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Transit steers with stylishness and grace between the low-lying truths and the significant dramas we compose for ourselves out of the accidents which befall us.

The Road Ahead: Stories of the Forever War

These stories provide plenty of revelation on the nature of the war and the soldiers who continue to fight it.

The Moravian Night

A sad story—perhaps, but one in which fantasy and history dance nimbly. Stellar.

History of Wolves: A Novel

History of Wolves isn't a typical thriller any more than it's a typical coming-of-age novel; Fridlund does a remarkable job transcending genres without sacrificing the suspense that builds steadily in the book.

Selection Day: A Novel

Selection Day, a slower, sadder, and ultimately more moving novel, is a tragedy of never testing the door.

I Was Trying to Describe What it Feels Like: New and Selected Stories

I Was Trying to Describe What It Feels Like is a strong collection, and Holland's writing is by turns hallucinatory, bizarre, and maddening in the best possible way.

Fever Dream: A Novel

This is the power of the short novel: Stripped down to its essentials, her story all but glows. Which makes sense, after all. It's toxic.

The Nix: A novel

There is no denying the inventive wit and energy on display; but a writer needs to take an occasional step back to consider the reader, who may have a life of their own to be getting on with.


This is a novel that, despite its chronological lurches, feels entirely sure footed, propulsive, the work of a master at his very best.

Homegoing: A novel

Slavery is a source of our confusion and discomfort, regardless of which side of the colour divide we descend from. So here is a book to help us remember. It is well worth its weight.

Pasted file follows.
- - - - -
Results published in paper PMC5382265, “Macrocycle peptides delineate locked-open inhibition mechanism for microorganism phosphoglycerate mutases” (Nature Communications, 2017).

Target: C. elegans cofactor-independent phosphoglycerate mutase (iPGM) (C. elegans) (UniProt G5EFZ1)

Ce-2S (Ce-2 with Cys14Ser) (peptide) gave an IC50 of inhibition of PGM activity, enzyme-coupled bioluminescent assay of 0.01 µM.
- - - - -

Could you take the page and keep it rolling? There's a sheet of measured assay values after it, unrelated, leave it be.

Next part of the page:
The Fall Guy: A Novel

Nothing is straightforward in this slick, Highsmithian thriller, and while the damaged Matthew’s capacity for self-deception is flagged early, Lasdun’s skill lies not least in letting us think that we might therefore have his number.

The Most Dangerous Place on Earth: A Novel

The characters in “The Most Dangerous Place on Earth,” Lindsey Lee Johnson’s alarming, compelling and coolly funny debut novel about the goings-on in and out of a high school in Marin County, Calif., spend most of their time spectacularly failing to see beneath one another’s surfaces.

The Kaiser's Last Kiss: A Novel

History is a tease and a provocation to good storytelling and mythmaking, and “The Kaiser’s Last Kiss,” with both its historicities and its inventions, celebrates that fact.

The Most Dangerous Place on Earth: A Novel

Impossibly funny and achingly sad, Johnson’s novel makes you remember every humiliation you ever suffered while in school, and every terrifyingly bad decision you ever made.

Selection Day: A Novel

Selection Day is not a novel you read to find consolation from the melancholy realities of the world’s injustices, but to know them, and feel Manju’s scorn.

Slade House: A Novel

Mitchell is a good writer and he tells a compelling tale.


Like A Tale of Love and Darkness, this powerful work ends by pointing the individual to a life of hope, ironically away from books and academia.

Fear Is the Rider

Overall, it’s yet another “unearthed” work from a major writer that should have remained buried.